May 12, 2016 – NASA’s Hubble Space Telescope captured images of Comet 252P/LINEAR as it passed by Earth on April 4, 2016. The visit was one of the closest encounters between a comet and our planet. The comet traveled within 3.3 million miles of Earth, or about 14 times the distance between our planet and the moon.
The sequence of images was taken roughly two weeks after the icy visitor made its closest approach to Earth on March 21. The observations also represent the closest celestial object Hubble has observed, other than the moon.
The images reveal a narrow, well-defined jet of dust ejected by the comet’s icy, fragile nucleus. The nucleus is too small for Hubble to resolve. Astronomers estimate that it is less than one mile across. A comet produces jets of material as it travels close to the sun in its orbit. Sunlight warms ices in a comet’s nucleus, resulting in large amounts of dust and gas being ejected, sometimes in the form of jets. The jet in the Hubble images is illuminated by sunlight.
The jet also appears to change direction in the images, which is evidence that the comet’s nucleus is spinning. The spinning nucleus makes the jet appear to rotate like the water jet from a rotating lawn sprinkler. The images underscore the dynamics and volatility of a comet’s fragile nucleus.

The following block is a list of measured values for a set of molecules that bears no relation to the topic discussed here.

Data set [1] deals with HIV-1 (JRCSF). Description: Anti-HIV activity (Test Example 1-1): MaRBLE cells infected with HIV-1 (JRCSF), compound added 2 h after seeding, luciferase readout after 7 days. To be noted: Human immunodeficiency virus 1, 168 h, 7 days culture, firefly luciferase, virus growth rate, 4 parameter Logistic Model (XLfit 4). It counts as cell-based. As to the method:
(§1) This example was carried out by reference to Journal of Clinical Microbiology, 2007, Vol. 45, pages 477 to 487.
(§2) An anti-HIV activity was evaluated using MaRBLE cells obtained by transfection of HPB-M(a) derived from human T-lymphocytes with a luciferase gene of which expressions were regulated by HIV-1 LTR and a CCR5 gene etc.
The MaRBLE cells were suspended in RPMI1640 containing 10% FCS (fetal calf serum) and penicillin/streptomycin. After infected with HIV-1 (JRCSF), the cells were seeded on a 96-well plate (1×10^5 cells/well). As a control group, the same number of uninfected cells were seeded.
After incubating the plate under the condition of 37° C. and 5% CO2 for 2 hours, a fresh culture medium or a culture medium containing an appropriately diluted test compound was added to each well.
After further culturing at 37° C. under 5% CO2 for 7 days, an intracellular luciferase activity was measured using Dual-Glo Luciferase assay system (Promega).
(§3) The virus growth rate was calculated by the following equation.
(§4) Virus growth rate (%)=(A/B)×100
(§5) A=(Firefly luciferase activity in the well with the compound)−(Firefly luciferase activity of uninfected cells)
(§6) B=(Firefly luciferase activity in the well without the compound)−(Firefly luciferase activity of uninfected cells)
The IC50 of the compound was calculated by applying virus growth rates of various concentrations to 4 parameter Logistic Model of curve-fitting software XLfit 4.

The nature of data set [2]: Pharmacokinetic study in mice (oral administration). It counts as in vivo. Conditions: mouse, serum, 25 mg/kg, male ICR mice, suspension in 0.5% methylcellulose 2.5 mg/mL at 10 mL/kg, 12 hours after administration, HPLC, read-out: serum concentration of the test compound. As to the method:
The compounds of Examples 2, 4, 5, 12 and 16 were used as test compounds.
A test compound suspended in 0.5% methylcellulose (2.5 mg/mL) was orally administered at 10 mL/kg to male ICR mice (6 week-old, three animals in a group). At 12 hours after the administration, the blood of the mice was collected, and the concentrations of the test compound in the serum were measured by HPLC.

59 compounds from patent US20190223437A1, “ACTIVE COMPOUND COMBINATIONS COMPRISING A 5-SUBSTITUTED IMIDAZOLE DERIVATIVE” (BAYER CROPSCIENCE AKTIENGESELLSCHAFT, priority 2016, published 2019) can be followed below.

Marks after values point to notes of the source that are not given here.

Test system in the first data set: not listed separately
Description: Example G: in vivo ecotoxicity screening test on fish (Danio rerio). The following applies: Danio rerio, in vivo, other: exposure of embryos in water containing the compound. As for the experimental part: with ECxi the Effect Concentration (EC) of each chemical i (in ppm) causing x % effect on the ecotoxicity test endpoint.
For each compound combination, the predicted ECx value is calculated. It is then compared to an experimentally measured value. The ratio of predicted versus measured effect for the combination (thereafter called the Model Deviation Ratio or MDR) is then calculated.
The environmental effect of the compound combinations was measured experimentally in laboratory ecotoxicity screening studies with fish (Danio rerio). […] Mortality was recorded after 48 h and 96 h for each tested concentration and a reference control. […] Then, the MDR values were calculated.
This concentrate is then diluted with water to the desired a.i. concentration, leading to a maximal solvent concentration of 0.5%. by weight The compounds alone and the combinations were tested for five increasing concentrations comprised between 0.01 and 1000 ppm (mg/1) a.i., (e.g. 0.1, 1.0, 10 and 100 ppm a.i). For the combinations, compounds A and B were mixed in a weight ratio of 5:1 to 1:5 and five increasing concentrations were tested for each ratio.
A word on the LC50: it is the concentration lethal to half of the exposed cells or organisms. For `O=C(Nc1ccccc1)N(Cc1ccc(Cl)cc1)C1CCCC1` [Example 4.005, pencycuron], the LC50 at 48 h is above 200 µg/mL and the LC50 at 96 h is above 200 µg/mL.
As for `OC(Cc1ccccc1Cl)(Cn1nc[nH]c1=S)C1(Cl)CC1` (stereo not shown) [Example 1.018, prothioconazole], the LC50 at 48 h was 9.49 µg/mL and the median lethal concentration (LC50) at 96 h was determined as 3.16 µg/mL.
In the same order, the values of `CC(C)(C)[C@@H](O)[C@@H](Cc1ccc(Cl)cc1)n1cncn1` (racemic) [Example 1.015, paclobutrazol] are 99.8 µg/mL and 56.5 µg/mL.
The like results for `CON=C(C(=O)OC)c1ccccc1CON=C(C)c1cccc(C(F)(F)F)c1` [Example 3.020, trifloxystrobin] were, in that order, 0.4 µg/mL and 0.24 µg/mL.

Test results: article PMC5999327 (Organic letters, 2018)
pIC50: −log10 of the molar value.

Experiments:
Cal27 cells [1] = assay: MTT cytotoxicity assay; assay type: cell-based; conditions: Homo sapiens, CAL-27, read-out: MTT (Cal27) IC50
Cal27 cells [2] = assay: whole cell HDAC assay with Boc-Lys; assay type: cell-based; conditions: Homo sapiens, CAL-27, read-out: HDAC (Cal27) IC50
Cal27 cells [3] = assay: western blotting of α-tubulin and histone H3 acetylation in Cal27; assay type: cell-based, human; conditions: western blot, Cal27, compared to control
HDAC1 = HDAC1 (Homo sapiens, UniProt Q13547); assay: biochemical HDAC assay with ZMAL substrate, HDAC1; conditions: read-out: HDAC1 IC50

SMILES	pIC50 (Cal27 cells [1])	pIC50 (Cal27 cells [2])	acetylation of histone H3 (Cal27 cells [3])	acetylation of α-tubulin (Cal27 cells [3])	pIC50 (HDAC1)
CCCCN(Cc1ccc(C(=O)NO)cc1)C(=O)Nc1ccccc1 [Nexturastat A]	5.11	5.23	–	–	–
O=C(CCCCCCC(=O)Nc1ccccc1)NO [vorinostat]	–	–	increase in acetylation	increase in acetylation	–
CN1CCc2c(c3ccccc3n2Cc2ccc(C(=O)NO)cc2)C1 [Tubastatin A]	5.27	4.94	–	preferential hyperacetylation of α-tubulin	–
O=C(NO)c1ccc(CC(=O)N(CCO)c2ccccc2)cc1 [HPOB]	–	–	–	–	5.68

Comet 252P/LINEAR is traveling away from Earth and the sun; its orbit will bring it back to the inner solar system in 2021, but not anywhere close to the Earth.
These visible-light images were taken with Hubble’s Wide Field Camera 3, built by Ball Aerospace & Technologies Corp. in Boulder, Colorado.
The fifth and final space shuttle mission to NASA’s Hubble Space Telescope launched on Wednesday, May 11, 2009. Space shuttle Atlantis and the crew of STS-125 delivered the Cosmic Origins Spectrograph and Wide Field Camera 3 to the revolutionary observatory, which was designed, developed and constructed by NASA’s Marshall Space Flight Center.
WFC3 sees three different kinds of light: near-ultraviolet, visible and near-infrared, though not at the same time. The camera’s resolution and field of view is much greater than that of previous instruments. Astronauts removed Hubble’s Wide Field and Planetary Camera 2 (WFPC2) to make room for WFC3.
The Hubble Space Telescope is a project of international cooperation between NASA and the European Space Agency. NASA’s Goddard Space Flight Center in Greenbelt, Maryland, manages the telescope. The Space Telescope Science Institute (STScI) in Baltimore, Maryland, conducts Hubble science operations. STScI is operated for NASA by the Association of Universities for Research in Astronomy in Washington, D.C.